This is a huge and complicated subject, but even a cursory dive into online statistics tells me that readers of mystery and crime fiction (what I write) tend to be older female adults. In fact, a recent Nielsen survey revealed that a whopping 63% of my readers are over the age of 50. This makes a difference when I’m deciding how best to use my time on social media. Statistics tell me my peeps are most likely to be found on Facebook, Goodreads, and Pinterest. That doesn’t mean I shouldn’t use other platforms. It just helps me set priorities. In addition, most social media platforms offer targeted demographics, like “Audience Insights” on Pinterest and Instagram—showing your followers according to age range, gender, and location. That leads to the next strategy. 


2. JOIN SOCIAL MEDIA GROUPS with interests that overlap with your writing. 

 Since my books take place in England and appeal to people who like history, travel, and antiques, my favorite Facebook groups include British Book Club, I Heart Britain, English Cottages, and British Mystery Series Readers. I also follow mystery groups like Sleuths in Time Book Club, Readers’ CafĂ©, Cozy Mystery Crew, and Diva’s Cozy Mystery Group. I also follow certain Twitter hashtags and favorite sites on Pinterest, like English Country House and Antique Trader Magazine. When appropriate, I let other followers know about the books I write.

3. JOIN THE ONLINE CONVERSATION.

It isn’t enough to log onto social media sites and lurk. Be part of the conversation. Get to know the other people who follow those sites and/or follow authors who write in your genre. Respond and comment. Follow them and they will follow you. Offer interesting content and comments. Share ideas. This doesn’t need to eat your life. If you tend to be an organized person, set a daily schedule—one hour for social media first thing in the morning, for example—and stick to it.

4. COLLABORATE WITH AND SUPPORT OTHER WRITERS.

I love the Malice Domestic motto—“No one needs to fail so that I can succeed.” If you support and promote other authors, chances are they will reciprocate. Joining with other authors, Especially those who write in your genre, can be lots of fun when planning events, either online or in person. Panel discussions, conversations, joint events—you are not only reaching out to your own fans, but you are also getting to know their fans. It’s called cross-marketing, and it’s a smart idea.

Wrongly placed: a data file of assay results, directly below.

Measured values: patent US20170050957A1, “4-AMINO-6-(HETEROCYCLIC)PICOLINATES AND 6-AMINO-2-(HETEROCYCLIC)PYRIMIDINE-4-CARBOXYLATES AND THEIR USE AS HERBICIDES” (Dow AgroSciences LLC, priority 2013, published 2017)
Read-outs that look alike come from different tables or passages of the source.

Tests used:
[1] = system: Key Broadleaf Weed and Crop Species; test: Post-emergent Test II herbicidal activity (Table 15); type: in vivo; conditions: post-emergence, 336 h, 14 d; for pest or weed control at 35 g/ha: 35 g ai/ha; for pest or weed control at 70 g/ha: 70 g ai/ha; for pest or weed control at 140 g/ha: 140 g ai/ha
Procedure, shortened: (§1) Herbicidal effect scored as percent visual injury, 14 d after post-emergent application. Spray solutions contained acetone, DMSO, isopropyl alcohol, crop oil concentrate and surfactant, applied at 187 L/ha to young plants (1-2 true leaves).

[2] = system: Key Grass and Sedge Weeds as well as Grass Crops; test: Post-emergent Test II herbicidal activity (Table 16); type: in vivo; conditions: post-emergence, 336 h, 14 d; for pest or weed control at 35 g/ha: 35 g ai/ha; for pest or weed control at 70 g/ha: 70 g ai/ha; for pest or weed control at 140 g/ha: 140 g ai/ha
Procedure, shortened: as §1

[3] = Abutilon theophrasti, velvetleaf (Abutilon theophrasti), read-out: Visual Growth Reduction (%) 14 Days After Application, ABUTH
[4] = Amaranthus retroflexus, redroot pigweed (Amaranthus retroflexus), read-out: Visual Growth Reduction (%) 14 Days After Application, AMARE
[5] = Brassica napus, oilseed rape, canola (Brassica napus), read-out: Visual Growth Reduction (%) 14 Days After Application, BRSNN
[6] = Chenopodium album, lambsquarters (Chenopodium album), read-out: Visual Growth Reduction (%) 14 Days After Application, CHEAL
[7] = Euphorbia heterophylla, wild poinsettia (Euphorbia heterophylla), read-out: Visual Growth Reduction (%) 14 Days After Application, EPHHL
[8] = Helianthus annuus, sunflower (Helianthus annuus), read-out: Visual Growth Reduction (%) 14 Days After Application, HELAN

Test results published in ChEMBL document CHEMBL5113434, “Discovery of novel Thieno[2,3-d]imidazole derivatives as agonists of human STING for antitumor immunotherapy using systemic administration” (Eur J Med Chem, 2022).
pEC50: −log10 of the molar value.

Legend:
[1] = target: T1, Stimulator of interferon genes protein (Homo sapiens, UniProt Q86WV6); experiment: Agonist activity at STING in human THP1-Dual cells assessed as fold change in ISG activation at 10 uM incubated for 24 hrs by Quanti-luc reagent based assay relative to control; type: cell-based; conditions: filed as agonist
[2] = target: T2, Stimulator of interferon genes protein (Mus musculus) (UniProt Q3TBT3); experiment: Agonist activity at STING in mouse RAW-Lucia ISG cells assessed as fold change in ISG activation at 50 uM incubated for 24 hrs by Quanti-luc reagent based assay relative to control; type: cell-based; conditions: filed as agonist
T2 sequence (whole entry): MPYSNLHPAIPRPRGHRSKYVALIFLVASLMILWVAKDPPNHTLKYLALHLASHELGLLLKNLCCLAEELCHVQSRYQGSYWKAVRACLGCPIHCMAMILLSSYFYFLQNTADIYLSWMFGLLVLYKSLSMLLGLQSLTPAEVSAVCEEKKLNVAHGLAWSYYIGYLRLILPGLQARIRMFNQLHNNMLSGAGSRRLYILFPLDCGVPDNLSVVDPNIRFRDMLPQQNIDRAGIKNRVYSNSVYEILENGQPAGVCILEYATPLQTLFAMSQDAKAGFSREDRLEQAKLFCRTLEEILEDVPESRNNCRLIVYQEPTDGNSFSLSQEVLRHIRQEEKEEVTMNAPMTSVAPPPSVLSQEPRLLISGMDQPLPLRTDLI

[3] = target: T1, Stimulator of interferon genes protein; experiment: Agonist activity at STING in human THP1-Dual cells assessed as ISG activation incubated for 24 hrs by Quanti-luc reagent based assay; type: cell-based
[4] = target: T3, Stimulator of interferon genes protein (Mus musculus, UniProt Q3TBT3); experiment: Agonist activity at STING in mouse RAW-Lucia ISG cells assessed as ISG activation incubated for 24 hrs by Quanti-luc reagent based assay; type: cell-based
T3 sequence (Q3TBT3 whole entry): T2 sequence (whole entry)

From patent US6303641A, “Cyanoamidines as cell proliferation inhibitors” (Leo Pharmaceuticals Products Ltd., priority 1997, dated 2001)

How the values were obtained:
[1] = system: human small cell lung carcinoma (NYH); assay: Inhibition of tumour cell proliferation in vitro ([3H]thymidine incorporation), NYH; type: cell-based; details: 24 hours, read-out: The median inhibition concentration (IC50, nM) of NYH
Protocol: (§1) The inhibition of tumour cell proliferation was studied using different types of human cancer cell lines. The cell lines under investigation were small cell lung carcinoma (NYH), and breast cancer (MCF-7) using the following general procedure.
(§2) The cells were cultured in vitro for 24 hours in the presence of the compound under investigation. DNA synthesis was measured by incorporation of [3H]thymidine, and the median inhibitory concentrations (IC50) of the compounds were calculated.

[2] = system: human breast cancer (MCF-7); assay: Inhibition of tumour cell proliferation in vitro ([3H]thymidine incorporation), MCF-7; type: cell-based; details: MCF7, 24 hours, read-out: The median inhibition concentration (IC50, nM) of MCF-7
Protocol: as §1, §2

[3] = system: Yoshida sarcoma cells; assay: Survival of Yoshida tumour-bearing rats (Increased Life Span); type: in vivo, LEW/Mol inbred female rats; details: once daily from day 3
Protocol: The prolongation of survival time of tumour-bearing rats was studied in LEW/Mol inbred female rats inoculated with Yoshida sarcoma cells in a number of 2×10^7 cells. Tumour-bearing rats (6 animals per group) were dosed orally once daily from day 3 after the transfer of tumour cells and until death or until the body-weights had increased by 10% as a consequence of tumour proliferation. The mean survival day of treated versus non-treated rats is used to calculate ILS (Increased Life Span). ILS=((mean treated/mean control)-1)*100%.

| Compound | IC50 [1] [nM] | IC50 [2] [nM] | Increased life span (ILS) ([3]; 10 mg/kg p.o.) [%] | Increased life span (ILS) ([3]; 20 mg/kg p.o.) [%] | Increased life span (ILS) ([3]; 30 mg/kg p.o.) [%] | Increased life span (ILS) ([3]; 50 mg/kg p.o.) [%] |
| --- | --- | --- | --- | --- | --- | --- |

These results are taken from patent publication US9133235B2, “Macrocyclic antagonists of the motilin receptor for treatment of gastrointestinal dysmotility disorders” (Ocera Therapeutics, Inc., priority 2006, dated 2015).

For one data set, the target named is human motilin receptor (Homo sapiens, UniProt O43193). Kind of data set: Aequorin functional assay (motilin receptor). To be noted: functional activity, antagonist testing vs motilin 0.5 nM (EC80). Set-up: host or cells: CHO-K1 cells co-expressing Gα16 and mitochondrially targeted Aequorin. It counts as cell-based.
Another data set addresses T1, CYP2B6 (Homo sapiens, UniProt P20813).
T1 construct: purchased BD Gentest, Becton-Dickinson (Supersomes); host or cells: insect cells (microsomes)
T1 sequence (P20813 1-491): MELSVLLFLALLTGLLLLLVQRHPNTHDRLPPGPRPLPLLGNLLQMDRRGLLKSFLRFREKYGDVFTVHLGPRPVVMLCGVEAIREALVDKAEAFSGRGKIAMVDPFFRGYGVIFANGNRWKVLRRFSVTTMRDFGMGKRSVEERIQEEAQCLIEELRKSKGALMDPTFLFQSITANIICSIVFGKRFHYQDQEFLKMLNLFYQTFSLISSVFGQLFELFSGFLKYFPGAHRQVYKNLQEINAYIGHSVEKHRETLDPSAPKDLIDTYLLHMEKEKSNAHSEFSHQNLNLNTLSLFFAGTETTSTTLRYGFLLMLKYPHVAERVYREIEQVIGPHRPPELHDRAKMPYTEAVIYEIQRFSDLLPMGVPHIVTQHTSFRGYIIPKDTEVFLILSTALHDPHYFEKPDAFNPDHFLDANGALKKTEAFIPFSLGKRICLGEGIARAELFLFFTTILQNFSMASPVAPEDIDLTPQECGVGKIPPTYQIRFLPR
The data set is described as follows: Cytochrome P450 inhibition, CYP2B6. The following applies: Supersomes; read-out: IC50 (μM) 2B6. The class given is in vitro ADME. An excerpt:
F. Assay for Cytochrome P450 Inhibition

5. INTERACT PERSONALLY WITH READERS WHO LIKE YOUR BOOKS.

Invite them to review and recommend. Let’s face it—interacting with readers has been difficult during the pandemic—conferences cancelled, no in-person author events, no book signings. Nevertheless, we’ve gotten creative with Zoom, and there has been an upside. This year I’ve appeared at a number of book clubs in places I couldn’t easily have reached in person. And I’ve participated in several multi-author events, one from our car on the way to Florida. Don’t be afraid to ask for reviews. Give followers an opportunity to sign up for your newsletter or blog. Include links whenever possible. Develop a mailing list and keep readers up-to-date on what you’re doing in both your author life and your personal life. Hold or join with others in giveaways of ARCs, books, or e-books. Ask for your followers’ opinions on book covers or logos. Lately I’ve had bookplates printed, which I will mail to readers who preorder my latest book, The Art of Betrayal (out June 8). The bottom line? Be creative and be personal. Statistics are informative, but real people buy books. I love meeting and interacting with readers, and there’s nothing like word-of-mouth advertising. 

NEW WRITERS are routinely thrown into the world of publishing with little or no help in terms of publicity and marketing. Nevertheless, they are expected to learn quickly. I hope these five very simple strategies will help.


AUTHORS, what is the best marketing tool or strategy you’ve ever used? (I want to know!)

READERS, where is your favorite place to meet and interact with authors?


 

Wednesday, April 21, 2021

An Interview with Agatha Nominee Grace Topping by E. B. Davis

 

When professional home stager Laura Bishop enters a competition to become the next TV home staging star, she figures it will be murder—but she doesn’t expect it to include a body. As tensions rise and rivalries rage, a coded notebook flips the script and Laura’s on the case.